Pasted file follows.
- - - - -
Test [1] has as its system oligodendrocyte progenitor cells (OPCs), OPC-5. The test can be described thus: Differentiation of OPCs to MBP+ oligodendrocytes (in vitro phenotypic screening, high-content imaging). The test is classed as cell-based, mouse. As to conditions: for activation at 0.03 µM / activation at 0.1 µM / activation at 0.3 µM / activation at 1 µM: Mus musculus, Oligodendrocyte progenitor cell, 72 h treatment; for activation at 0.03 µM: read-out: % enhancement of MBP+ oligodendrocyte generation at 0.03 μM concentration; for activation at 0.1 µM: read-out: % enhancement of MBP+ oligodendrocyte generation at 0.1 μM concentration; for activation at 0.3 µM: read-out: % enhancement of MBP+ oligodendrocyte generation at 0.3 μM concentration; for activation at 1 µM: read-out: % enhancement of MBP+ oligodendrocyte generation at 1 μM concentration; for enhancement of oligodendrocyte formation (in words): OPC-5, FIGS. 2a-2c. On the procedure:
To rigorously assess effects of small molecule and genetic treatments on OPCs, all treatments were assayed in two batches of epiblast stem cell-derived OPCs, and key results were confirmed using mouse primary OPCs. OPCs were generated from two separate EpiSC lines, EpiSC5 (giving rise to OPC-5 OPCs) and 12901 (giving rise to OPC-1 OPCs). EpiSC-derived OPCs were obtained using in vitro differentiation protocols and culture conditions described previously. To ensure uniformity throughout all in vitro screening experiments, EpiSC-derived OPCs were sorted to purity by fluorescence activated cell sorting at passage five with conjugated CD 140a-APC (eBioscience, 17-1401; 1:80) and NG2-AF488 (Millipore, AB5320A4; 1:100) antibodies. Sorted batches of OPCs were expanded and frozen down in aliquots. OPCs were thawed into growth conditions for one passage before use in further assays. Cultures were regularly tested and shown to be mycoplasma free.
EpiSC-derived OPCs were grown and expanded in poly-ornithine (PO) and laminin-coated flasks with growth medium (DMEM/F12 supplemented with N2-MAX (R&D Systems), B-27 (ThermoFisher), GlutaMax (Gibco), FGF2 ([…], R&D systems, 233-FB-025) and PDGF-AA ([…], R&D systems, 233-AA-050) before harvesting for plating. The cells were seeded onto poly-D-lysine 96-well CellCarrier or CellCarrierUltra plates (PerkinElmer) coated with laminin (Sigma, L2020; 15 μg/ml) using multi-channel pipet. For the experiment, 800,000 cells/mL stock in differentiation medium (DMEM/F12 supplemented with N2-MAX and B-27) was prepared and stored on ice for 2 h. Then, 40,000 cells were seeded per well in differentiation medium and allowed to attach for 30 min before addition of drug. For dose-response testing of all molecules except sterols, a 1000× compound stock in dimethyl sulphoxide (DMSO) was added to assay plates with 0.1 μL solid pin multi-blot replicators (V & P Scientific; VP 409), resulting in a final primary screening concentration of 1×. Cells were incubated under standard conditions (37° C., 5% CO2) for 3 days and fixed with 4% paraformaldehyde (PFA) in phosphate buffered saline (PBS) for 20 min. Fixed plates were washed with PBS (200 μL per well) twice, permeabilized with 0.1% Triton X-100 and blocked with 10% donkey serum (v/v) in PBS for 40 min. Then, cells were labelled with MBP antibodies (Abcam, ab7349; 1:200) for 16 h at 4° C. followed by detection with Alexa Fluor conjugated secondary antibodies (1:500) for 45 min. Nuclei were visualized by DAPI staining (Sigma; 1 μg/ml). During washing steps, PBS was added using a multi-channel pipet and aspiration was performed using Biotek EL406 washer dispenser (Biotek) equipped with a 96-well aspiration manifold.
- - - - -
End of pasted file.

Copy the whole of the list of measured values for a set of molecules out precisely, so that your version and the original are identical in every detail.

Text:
Test [1] has as its system oligodendrocyte progenitor cells (OPCs), OPC-5. The test can be described thus: Differentiation of OPCs to MBP+ oligodendrocytes (in vitro phenotypic screening, high-content imaging). The test is classed as cell-based, mouse. As to conditions: for activation at 0.03 µM / activation at 0.1 µM / activation at 0.3 µM / activation at 1 µM: Mus musculus, Oligodendrocyte progenitor cell, 72 h treatment; for activation at 0.03 µM: read-out: % enhancement of MBP+ oligodendrocyte generation at 0.03 μM concentration; for activation at 0.1 µM: read-out: % enhancement of MBP+ oligodendrocyte generation at 0.1 μM concentration; for activation at 0.3 µM: read-out: % enhancement of MBP+ oligodendrocyte generation at 0.3 μM concentration; for activation at 1 µM: read-out: % enhancement of MBP+ oligodendrocyte generation at 1 μM concentration; for enhancement of oligodendrocyte formation (in words): OPC-5, FIGS. 2a-2c. On the procedure:
To rigorously assess effects of small molecule and genetic treatments on OPCs, all treatments were assayed in two batches of epiblast stem cell-derived OPCs, and key results were confirmed using mouse primary OPCs. OPCs were generated from two separate EpiSC lines, EpiSC5 (giving rise to OPC-5 OPCs) and 12901 (giving rise to OPC-1 OPCs). EpiSC-derived OPCs were obtained using in vitro differentiation protocols and culture conditions described previously. To ensure uniformity throughout all in vitro screening experiments, EpiSC-derived OPCs were sorted to purity by fluorescence activated cell sorting at passage five with conjugated CD 140a-APC (eBioscience, 17-1401; 1:80) and NG2-AF488 (Millipore, AB5320A4; 1:100) antibodies. Sorted batches of OPCs were expanded and frozen down in aliquots. OPCs were thawed into growth conditions for one passage before use in further assays. Cultures were regularly tested and shown to be mycoplasma free.
EpiSC-derived OPCs were grown and expanded in poly-ornithine (PO) and laminin-coated flasks with growth medium (DMEM/F12 supplemented with N2-MAX (R&D Systems), B-27 (ThermoFisher), GlutaMax (Gibco), FGF2 ([…], R&D systems, 233-FB-025) and PDGF-AA ([…], R&D systems, 233-AA-050) before harvesting for plating. The cells were seeded onto poly-D-lysine 96-well CellCarrier or CellCarrierUltra plates (PerkinElmer) coated with laminin (Sigma, L2020; 15 μg/ml) using multi-channel pipet. For the experiment, 800,000 cells/mL stock in differentiation medium (DMEM/F12 supplemented with N2-MAX and B-27) was prepared and stored on ice for 2 h. Then, 40,000 cells were seeded per well in differentiation medium and allowed to attach for 30 min before addition of drug. For dose-response testing of all molecules except sterols, a 1000× compound stock in dimethyl sulphoxide (DMSO) was added to assay plates with 0.1 μL solid pin multi-blot replicators (V & P Scientific; VP 409), resulting in a final primary screening concentration of 1×. Cells were incubated under standard conditions (37° C., 5% CO2) for 3 days and fixed with 4% paraformaldehyde (PFA) in phosphate buffered saline (PBS) for 20 min. Fixed plates were washed with PBS (200 μL per well) twice, permeabilized with 0.1% Triton X-100 and blocked with 10% donkey serum (v/v) in PBS for 40 min. Then, cells were labelled with MBP antibodies (Abcam, ab7349; 1:200) for 16 h at 4° C. followed by detection with Alexa Fluor conjugated secondary antibodies (1:500) for 45 min. Nuclei were visualized by DAPI staining (Sigma; 1 μg/ml). During washing steps, PBS was added using a multi-channel pipet and aspiration was performed using Biotek EL406 washer dispenser (Biotek) equipped with a 96-well aspiration manifold.